The death sentence for van Gaal was the result of two issues: that the monarchical behavior took over off the pitch and that he struggled to get the team out of the learning stage of individualism. Following a rescue mission by Jonker that had zero tactical effects (but tons of mental ones), the club decided for Jupp Heynckes as the new head coach. Ignoring all the hindsight, there were only two clear reasons why he was the guy they opted for. First of all, he was a friend of the board and a quiet person. Win or lose, that man was not going to cause another Cold War in Munich. The second reason was basically the same, just related to the happenings on the pitch: Heynckes is the complete opposite of van Gaal.

Jupp Moving Away From The Extremes

Heynckes was not known as the godfather of tactics and strategies, and that is exactly why he was the perfect choice in the eyes of the board. Van Gaal's steps were crucial but ultimately too extreme. The philosophy ruled everything and he was not willing to change that. If Louis van Gaal was the inventor of the wheel, Heynckes was supposed to be the guy who finds an everyday use for it.  A fire extinguisher to stop the house of possession-based cards from burning down before it is too late and you have to start all over again.

Like a game of Jenga, Jupp Heynckes carefully removed a few stones of the LvG foundation without causing it to collapse. Lahm moved back to the left back position, and the attacking players were allowed to leave their designated places for moments of unexpected action. Giving up the passing game? Nah, but they stopped pretending that it was everything, if a long ball promises better odds in certain situations then so be it.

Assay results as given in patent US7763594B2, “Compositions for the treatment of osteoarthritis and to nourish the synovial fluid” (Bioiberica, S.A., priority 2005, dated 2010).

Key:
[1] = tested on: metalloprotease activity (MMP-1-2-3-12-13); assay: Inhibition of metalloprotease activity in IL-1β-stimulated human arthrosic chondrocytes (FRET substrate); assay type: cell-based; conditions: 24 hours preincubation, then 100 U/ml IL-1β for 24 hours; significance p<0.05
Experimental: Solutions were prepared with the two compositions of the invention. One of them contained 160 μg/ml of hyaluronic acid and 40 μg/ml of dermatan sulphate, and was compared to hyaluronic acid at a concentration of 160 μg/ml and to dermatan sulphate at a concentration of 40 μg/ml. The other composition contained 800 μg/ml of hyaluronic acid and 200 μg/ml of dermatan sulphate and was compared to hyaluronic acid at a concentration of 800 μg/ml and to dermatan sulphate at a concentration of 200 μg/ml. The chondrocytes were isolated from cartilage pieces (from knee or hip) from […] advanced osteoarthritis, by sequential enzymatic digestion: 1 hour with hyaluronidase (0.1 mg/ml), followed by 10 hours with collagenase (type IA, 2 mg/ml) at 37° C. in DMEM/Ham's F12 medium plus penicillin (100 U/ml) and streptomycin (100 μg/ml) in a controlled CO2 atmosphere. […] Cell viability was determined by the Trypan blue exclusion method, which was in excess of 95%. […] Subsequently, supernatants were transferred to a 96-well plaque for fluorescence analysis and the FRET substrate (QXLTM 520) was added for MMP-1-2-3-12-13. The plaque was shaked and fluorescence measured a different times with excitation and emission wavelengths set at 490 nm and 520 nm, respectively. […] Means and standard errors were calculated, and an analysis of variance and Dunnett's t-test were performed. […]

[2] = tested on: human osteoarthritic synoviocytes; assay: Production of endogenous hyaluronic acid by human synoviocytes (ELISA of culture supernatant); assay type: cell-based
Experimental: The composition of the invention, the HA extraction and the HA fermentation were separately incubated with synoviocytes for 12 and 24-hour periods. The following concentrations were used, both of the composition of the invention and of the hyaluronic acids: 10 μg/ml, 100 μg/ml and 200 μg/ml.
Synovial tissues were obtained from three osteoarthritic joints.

The Bayern game was more solid defensively, but still a little predictable. The wingers were still the focal points, with the favorite move being a pass forward to the overlapping fullback who could proceed to enter the box with ease. Individual class and decent speed made Bayern's occasional counterattacks dangerous. Yet there were some classic traps that every team with a possession-based game has to deal with:

  1. Running out of time (better known as the effect of pressing): Teams attack early and in numbers to disturb the passing game. Other teams would just play a long ball forward and accept the turnover but the possession-based team wants to avoid cheap turnovers and, as a result, might give up even cheaper ones. This was a huge problem for Bayern especially in the first Heynckes year, with the central midfield being the area of worries, and fixed mainly with the signing of Javi Martinez, a guy who can handle pressing better than the likes of Luiz Gustavo and Anatoliy Tymoshchuk could.
  2. Running out of space: This has one big symptom: crossing. Eventually you drift to the outside because the sidelines will not attack you, but once you are there, you realize that the sidelines do defend against you by limiting space. Vertical play is easily preventable in these areas so there are three options left: individual actions (still a lifesaver for Bayern), passing back to abort the attack (more about this in a second) or whipping a cross inside the box. Of course you're outnumbered there so chances are that this won't be an effective measure. Interestingly enough, that issue too was slightly fixed in year two with the signing of Mario Mandzukic (and some minor adjustments).